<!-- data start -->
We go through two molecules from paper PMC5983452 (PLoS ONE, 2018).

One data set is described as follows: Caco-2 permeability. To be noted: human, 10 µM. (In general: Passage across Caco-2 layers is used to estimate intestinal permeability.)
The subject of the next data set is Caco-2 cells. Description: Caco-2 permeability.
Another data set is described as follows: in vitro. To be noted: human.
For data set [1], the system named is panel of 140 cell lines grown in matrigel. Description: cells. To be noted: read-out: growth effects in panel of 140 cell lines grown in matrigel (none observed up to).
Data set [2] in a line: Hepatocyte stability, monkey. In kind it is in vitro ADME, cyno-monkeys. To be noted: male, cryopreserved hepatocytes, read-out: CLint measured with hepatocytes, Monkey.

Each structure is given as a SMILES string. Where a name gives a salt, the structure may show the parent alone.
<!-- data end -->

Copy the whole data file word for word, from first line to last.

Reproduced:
We go through two molecules from paper PMC5983452 (PLoS ONE, 2018).

One data set is described as follows: Caco-2 permeability. To be noted: human, 10 µM. (In general: Passage across Caco-2 layers is used to estimate intestinal permeability.)
The subject of the next data set is Caco-2 cells. Description: Caco-2 permeability.
Another data set is described as follows: in vitro. To be noted: human.
For data set [1], the system named is panel of 140 cell lines grown in matrigel. Description: cells. To be noted: read-out: growth effects in panel of 140 cell lines grown in matrigel (none observed up to).
Data set [2] in a line: Hepatocyte stability, monkey. In kind it is in vitro ADME, cyno-monkeys. To be noted: male, cryopreserved hepatocytes, read-out: CLint measured with hepatocytes, Monkey.

Each structure is given as a SMILES string. Where a name gives a salt, the structure may show the parent alone.